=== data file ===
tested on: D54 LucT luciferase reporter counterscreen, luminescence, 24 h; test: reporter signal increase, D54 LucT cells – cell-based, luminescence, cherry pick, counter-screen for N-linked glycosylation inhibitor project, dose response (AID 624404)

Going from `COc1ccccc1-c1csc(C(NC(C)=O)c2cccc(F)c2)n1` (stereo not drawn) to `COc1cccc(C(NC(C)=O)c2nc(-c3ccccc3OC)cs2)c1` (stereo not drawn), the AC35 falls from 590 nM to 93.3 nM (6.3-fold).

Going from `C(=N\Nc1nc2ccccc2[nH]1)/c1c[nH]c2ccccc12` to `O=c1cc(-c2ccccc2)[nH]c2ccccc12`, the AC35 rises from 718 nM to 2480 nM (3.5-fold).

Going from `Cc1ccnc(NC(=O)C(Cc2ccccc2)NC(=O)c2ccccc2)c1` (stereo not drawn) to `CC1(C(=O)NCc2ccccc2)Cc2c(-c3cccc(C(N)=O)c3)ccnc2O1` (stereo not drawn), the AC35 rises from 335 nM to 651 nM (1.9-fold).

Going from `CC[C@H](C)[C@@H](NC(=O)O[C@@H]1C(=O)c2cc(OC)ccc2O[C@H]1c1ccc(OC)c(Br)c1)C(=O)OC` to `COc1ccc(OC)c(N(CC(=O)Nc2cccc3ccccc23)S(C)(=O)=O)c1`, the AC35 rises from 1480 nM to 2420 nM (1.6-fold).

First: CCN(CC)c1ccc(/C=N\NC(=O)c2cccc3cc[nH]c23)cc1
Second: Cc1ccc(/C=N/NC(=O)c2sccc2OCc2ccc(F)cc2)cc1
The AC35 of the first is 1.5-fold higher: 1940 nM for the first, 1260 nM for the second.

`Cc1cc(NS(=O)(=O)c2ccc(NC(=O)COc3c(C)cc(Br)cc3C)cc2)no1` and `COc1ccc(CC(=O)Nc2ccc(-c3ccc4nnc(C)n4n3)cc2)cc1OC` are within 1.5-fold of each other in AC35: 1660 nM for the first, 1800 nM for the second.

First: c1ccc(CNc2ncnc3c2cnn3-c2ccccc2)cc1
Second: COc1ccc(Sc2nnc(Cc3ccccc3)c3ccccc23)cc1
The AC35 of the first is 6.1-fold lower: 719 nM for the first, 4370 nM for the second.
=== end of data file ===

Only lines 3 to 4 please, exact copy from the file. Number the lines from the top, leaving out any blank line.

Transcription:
Going from `C(=N\Nc1nc2ccccc2[nH]1)/c1c[nH]c2ccccc12` to `O=c1cc(-c2ccccc2)[nH]c2ccccc12`, the AC35 rises from 718 nM to 2480 nM (3.5-fold).

Going from `Cc1ccnc(NC(=O)C(Cc2ccccc2)NC(=O)c2ccccc2)c1` (stereo not drawn) to `CC1(C(=O)NCc2ccccc2)Cc2c(-c3cccc(C(N)=O)c3)ccnc2O1` (stereo not drawn), the AC35 rises from 335 nM to 651 nM (1.9-fold).